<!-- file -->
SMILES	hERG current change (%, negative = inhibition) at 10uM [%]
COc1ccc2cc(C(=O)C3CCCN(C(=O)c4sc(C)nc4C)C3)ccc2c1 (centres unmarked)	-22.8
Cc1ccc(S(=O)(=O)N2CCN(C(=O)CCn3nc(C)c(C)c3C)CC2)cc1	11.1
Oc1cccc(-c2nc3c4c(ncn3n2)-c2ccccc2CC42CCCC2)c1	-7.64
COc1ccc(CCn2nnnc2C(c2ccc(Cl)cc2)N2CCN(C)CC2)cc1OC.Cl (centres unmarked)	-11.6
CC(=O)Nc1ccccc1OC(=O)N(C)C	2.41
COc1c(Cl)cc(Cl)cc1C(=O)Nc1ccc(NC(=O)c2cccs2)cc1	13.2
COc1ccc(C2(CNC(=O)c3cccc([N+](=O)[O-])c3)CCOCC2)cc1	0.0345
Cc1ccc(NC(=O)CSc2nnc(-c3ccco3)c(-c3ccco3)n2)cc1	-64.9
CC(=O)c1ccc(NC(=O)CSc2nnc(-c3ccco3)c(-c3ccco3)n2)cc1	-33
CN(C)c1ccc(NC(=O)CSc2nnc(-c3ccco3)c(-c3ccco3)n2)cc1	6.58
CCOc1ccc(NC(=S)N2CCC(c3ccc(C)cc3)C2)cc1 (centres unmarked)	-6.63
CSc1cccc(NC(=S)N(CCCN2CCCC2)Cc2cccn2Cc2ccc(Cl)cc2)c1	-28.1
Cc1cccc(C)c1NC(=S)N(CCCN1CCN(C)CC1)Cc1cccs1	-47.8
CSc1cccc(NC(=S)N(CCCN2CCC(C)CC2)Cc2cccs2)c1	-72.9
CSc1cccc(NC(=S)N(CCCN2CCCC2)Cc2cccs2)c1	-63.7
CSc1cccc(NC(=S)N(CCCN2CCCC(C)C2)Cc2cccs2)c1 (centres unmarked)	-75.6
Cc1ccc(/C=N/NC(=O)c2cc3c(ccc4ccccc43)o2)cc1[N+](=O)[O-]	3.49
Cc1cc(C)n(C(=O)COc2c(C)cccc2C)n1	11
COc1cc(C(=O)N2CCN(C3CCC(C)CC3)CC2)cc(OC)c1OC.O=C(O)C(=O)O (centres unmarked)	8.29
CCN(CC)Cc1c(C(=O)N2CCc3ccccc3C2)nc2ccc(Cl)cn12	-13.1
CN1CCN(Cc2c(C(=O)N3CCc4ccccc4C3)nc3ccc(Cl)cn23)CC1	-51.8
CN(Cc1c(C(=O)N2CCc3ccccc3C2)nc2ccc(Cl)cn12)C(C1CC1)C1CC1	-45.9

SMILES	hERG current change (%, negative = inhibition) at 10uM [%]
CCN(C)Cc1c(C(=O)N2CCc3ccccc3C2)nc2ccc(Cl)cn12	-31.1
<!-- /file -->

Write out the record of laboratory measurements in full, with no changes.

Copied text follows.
SMILES	hERG current change (%, negative = inhibition) at 10uM [%]
COc1ccc2cc(C(=O)C3CCCN(C(=O)c4sc(C)nc4C)C3)ccc2c1 (centres unmarked)	-22.8
Cc1ccc(S(=O)(=O)N2CCN(C(=O)CCn3nc(C)c(C)c3C)CC2)cc1	11.1
Oc1cccc(-c2nc3c4c(ncn3n2)-c2ccccc2CC42CCCC2)c1	-7.64
COc1ccc(CCn2nnnc2C(c2ccc(Cl)cc2)N2CCN(C)CC2)cc1OC.Cl (centres unmarked)	-11.6
CC(=O)Nc1ccccc1OC(=O)N(C)C	2.41
COc1c(Cl)cc(Cl)cc1C(=O)Nc1ccc(NC(=O)c2cccs2)cc1	13.2
COc1ccc(C2(CNC(=O)c3cccc([N+](=O)[O-])c3)CCOCC2)cc1	0.0345
Cc1ccc(NC(=O)CSc2nnc(-c3ccco3)c(-c3ccco3)n2)cc1	-64.9
CC(=O)c1ccc(NC(=O)CSc2nnc(-c3ccco3)c(-c3ccco3)n2)cc1	-33
CN(C)c1ccc(NC(=O)CSc2nnc(-c3ccco3)c(-c3ccco3)n2)cc1	6.58
CCOc1ccc(NC(=S)N2CCC(c3ccc(C)cc3)C2)cc1 (centres unmarked)	-6.63
CSc1cccc(NC(=S)N(CCCN2CCCC2)Cc2cccn2Cc2ccc(Cl)cc2)c1	-28.1
Cc1cccc(C)c1NC(=S)N(CCCN1CCN(C)CC1)Cc1cccs1	-47.8
CSc1cccc(NC(=S)N(CCCN2CCC(C)CC2)Cc2cccs2)c1	-72.9
CSc1cccc(NC(=S)N(CCCN2CCCC2)Cc2cccs2)c1	-63.7
CSc1cccc(NC(=S)N(CCCN2CCCC(C)C2)Cc2cccs2)c1 (centres unmarked)	-75.6
Cc1ccc(/C=N/NC(=O)c2cc3c(ccc4ccccc43)o2)cc1[N+](=O)[O-]	3.49
Cc1cc(C)n(C(=O)COc2c(C)cccc2C)n1	11
COc1cc(C(=O)N2CCN(C3CCC(C)CC3)CC2)cc(OC)c1OC.O=C(O)C(=O)O (centres unmarked)	8.29
CCN(CC)Cc1c(C(=O)N2CCc3ccccc3C2)nc2ccc(Cl)cn12	-13.1
CN1CCN(Cc2c(C(=O)N3CCc4ccccc4C3)nc3ccc(Cl)cn23)CC1	-51.8
CN(Cc1c(C(=O)N2CCc3ccccc3C2)nc2ccc(Cl)cn12)C(C1CC1)C1CC1	-45.9

SMILES	hERG current change (%, negative = inhibition) at 10uM [%]
CCN(C)Cc1c(C(=O)N2CCc3ccccc3C2)nc2ccc(Cl)cn12	-31.1